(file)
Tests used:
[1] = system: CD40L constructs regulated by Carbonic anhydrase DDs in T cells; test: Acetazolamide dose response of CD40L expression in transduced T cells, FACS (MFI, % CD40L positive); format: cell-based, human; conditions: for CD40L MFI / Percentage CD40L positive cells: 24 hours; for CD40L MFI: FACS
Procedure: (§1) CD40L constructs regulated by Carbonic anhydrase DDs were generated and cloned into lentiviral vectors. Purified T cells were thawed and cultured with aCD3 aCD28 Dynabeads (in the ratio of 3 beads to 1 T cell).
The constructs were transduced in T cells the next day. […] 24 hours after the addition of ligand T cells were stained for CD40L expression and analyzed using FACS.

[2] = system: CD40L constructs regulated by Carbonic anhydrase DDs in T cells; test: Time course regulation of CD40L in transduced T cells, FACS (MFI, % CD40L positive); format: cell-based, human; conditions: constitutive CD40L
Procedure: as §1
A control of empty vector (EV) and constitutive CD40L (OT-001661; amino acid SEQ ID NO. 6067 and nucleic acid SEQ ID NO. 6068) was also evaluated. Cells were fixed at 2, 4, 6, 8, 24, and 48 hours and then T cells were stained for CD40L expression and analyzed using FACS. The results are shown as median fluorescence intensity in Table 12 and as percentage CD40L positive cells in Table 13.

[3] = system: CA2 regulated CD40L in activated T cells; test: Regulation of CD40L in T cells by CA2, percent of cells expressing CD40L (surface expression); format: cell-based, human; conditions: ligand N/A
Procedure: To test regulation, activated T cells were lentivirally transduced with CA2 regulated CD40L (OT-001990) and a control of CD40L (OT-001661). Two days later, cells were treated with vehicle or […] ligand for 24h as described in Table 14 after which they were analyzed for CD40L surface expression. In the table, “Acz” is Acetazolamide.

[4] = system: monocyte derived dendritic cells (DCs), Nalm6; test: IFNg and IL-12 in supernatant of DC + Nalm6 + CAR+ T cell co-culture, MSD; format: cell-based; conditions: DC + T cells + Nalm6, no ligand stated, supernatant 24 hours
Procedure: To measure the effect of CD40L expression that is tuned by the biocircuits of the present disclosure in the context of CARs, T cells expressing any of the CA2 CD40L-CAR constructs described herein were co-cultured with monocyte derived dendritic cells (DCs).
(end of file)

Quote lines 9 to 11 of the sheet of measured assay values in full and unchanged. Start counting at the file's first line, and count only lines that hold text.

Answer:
Procedure: To test regulation, activated T cells were lentivirally transduced with CA2 regulated CD40L (OT-001990) and a control of CD40L (OT-001661). Two days later, cells were treated with vehicle or […] ligand for 24h as described in Table 14 after which they were analyzed for CD40L surface expression. In the table, “Acz” is Acetazolamide.

[4] = system: monocyte derived dendritic cells (DCs), Nalm6; test: IFNg and IL-12 in supernatant of DC + Nalm6 + CAR+ T cell co-culture, MSD; format: cell-based; conditions: DC + T cells + Nalm6, no ligand stated, supernatant 24 hours
Procedure: To measure the effect of CD40L expression that is tuned by the biocircuits of the present disclosure in the context of CARs, T cells expressing any of the CA2 CD40L-CAR constructs described herein were co-cultured with monocyte derived dendritic cells (DCs).